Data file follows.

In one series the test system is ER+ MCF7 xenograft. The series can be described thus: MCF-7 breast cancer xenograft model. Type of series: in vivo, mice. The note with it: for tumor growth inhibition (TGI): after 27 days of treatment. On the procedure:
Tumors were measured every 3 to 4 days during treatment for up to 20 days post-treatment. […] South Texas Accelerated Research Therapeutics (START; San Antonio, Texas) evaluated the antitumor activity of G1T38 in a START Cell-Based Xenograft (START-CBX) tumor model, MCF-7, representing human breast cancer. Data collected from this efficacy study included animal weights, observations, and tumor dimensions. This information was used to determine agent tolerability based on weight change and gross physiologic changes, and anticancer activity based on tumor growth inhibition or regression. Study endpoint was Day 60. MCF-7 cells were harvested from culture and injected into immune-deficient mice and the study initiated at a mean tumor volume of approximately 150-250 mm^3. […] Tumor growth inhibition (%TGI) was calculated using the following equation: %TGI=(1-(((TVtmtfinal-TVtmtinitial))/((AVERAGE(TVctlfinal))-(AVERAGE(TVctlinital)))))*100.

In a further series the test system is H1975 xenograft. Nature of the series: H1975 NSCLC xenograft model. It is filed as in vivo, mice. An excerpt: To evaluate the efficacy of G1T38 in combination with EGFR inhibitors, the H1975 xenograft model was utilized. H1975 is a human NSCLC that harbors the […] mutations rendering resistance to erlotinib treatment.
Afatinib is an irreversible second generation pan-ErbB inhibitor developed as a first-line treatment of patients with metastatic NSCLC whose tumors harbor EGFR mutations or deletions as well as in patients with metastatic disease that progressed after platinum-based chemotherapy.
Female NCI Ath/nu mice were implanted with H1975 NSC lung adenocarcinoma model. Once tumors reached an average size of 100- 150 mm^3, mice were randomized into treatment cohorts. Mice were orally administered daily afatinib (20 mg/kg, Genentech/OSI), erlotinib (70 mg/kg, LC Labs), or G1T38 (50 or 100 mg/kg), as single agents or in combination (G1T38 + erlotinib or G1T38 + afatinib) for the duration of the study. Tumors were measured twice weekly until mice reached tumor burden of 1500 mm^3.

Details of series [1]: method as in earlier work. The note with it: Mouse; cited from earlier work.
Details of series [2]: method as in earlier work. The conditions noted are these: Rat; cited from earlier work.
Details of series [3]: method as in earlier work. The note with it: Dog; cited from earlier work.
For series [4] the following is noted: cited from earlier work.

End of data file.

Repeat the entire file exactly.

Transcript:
In one series the test system is ER+ MCF7 xenograft. The series can be described thus: MCF-7 breast cancer xenograft model. Type of series: in vivo, mice. The note with it: for tumor growth inhibition (TGI): after 27 days of treatment. On the procedure:
Tumors were measured every 3 to 4 days during treatment for up to 20 days post-treatment. […] South Texas Accelerated Research Therapeutics (START; San Antonio, Texas) evaluated the antitumor activity of G1T38 in a START Cell-Based Xenograft (START-CBX) tumor model, MCF-7, representing human breast cancer. Data collected from this efficacy study included animal weights, observations, and tumor dimensions. This information was used to determine agent tolerability based on weight change and gross physiologic changes, and anticancer activity based on tumor growth inhibition or regression. Study endpoint was Day 60. MCF-7 cells were harvested from culture and injected into immune-deficient mice and the study initiated at a mean tumor volume of approximately 150-250 mm^3. […] Tumor growth inhibition (%TGI) was calculated using the following equation: %TGI=(1-(((TVtmtfinal-TVtmtinitial))/((AVERAGE(TVctlfinal))-(AVERAGE(TVctlinital)))))*100.

In a further series the test system is H1975 xenograft. Nature of the series: H1975 NSCLC xenograft model. It is filed as in vivo, mice. An excerpt: To evaluate the efficacy of G1T38 in combination with EGFR inhibitors, the H1975 xenograft model was utilized. H1975 is a human NSCLC that harbors the […] mutations rendering resistance to erlotinib treatment.
Afatinib is an irreversible second generation pan-ErbB inhibitor developed as a first-line treatment of patients with metastatic NSCLC whose tumors harbor EGFR mutations or deletions as well as in patients with metastatic disease that progressed after platinum-based chemotherapy.
Female NCI Ath/nu mice were implanted with H1975 NSC lung adenocarcinoma model. Once tumors reached an average size of 100- 150 mm^3, mice were randomized into treatment cohorts. Mice were orally administered daily afatinib (20 mg/kg, Genentech/OSI), erlotinib (70 mg/kg, LC Labs), or G1T38 (50 or 100 mg/kg), as single agents or in combination (G1T38 + erlotinib or G1T38 + afatinib) for the duration of the study. Tumors were measured twice weekly until mice reached tumor burden of 1500 mm^3.

Details of series [1]: method as in earlier work. The note with it: Mouse; cited from earlier work.
Details of series [2]: method as in earlier work. The conditions noted are these: Rat; cited from earlier work.
Details of series [3]: method as in earlier work. The note with it: Dog; cited from earlier work.
For series [4] the following is noted: cited from earlier work.